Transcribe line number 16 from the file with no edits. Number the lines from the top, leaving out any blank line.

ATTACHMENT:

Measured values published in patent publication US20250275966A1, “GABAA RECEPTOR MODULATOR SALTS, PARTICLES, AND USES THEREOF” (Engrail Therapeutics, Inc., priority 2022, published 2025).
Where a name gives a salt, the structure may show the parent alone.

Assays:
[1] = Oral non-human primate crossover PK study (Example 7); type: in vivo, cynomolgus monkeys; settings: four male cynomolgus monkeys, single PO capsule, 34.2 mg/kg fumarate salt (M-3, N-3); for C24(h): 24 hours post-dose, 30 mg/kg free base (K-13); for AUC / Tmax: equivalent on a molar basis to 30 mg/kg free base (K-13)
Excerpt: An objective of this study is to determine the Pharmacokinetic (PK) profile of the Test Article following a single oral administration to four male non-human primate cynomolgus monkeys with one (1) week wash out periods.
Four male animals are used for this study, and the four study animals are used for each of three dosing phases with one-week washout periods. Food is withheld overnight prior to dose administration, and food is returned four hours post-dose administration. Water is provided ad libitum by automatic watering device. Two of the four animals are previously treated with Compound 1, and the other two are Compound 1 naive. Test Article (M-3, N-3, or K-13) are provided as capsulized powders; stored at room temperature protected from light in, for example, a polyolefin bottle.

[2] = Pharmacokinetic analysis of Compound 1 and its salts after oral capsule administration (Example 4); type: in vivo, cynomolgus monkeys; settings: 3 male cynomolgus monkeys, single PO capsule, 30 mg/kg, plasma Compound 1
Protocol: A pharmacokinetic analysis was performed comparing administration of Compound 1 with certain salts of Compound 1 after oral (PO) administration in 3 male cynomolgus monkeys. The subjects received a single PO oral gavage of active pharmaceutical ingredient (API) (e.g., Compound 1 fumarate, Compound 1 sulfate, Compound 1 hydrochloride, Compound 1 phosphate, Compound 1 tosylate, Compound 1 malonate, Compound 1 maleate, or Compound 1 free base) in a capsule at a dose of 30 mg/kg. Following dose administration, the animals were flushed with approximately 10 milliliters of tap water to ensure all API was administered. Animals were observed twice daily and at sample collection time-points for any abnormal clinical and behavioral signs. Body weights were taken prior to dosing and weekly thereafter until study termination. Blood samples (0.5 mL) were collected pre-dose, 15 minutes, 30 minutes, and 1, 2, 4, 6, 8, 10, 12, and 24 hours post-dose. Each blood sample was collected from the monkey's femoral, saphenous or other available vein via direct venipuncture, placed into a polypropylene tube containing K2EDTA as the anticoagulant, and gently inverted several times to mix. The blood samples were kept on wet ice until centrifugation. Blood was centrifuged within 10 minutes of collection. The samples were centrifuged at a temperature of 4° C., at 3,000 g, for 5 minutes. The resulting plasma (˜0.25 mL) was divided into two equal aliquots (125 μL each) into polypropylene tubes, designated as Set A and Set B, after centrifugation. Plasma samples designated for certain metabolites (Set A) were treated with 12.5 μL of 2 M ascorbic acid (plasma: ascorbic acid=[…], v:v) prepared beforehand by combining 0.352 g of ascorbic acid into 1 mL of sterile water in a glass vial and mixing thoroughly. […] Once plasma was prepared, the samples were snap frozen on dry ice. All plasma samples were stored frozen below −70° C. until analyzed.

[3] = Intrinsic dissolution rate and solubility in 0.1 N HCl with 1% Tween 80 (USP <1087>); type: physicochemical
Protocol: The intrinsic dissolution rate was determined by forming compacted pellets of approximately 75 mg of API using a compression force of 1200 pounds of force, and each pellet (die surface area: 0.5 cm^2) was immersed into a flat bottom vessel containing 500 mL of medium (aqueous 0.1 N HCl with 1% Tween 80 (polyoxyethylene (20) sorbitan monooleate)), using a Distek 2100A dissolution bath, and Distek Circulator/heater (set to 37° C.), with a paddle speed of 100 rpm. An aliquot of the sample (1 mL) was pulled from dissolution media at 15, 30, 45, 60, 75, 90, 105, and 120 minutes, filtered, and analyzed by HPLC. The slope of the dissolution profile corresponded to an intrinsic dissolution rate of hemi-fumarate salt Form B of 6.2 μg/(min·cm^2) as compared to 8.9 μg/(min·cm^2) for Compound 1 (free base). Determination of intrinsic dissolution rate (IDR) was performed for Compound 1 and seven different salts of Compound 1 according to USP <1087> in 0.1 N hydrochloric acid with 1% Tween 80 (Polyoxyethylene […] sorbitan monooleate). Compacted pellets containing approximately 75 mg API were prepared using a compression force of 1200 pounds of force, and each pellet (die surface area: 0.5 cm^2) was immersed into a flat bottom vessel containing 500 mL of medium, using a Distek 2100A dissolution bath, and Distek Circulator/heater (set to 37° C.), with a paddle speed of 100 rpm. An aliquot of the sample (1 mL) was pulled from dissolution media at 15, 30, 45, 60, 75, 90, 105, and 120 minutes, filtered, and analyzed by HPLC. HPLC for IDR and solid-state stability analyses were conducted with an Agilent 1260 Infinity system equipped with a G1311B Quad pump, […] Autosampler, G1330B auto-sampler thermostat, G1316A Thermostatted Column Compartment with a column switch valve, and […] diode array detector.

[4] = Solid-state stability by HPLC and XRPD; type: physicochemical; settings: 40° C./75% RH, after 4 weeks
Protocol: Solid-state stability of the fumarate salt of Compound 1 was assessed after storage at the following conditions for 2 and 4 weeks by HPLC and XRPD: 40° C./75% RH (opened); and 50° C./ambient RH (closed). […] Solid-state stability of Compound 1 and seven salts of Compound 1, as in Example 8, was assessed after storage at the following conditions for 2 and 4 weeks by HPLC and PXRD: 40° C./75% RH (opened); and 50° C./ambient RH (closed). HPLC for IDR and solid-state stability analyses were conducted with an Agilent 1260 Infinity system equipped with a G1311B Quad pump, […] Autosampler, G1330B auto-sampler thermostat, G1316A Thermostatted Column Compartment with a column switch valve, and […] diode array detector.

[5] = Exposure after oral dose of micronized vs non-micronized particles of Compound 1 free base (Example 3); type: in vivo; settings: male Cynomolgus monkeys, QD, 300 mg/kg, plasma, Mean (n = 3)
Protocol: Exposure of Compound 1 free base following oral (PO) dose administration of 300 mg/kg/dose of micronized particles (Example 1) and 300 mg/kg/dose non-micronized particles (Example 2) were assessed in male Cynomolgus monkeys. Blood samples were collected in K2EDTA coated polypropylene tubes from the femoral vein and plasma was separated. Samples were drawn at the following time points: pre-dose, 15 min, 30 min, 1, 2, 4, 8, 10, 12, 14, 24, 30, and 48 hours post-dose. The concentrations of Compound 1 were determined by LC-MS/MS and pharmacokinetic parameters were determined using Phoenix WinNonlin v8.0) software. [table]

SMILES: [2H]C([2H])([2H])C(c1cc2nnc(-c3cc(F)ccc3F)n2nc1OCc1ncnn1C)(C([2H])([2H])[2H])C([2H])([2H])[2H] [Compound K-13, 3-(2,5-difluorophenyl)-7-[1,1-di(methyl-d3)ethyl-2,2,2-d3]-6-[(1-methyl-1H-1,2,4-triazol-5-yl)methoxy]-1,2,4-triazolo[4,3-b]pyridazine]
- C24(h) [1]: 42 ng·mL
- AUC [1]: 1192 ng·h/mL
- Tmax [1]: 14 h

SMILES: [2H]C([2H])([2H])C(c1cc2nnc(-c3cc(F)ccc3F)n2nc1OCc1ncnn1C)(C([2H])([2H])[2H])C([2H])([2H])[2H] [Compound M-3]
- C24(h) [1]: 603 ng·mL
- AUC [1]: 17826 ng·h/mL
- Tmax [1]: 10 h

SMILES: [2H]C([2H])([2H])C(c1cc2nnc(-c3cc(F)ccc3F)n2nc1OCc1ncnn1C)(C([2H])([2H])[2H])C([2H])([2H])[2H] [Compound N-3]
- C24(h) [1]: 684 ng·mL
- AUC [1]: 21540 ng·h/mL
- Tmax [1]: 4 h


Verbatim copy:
- C24(h) [1]: 42 ng·mL